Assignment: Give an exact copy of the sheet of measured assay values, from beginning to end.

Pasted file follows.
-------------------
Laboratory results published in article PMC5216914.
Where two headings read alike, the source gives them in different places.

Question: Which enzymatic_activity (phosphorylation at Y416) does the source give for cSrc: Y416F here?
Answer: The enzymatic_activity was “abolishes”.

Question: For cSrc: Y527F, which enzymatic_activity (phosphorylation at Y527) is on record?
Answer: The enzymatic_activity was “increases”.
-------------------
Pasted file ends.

Laboratory results published in article PMC5216914.
Where two headings read alike, the source gives them in different places.

Question: Which enzymatic_activity (phosphorylation at Y416) does the source give for cSrc: Y416F here?
Answer: The enzymatic_activity was “abolishes”.

Question: For cSrc: Y527F, which enzymatic_activity (phosphorylation at Y527) is on record?
Answer: The enzymatic_activity was “increases”.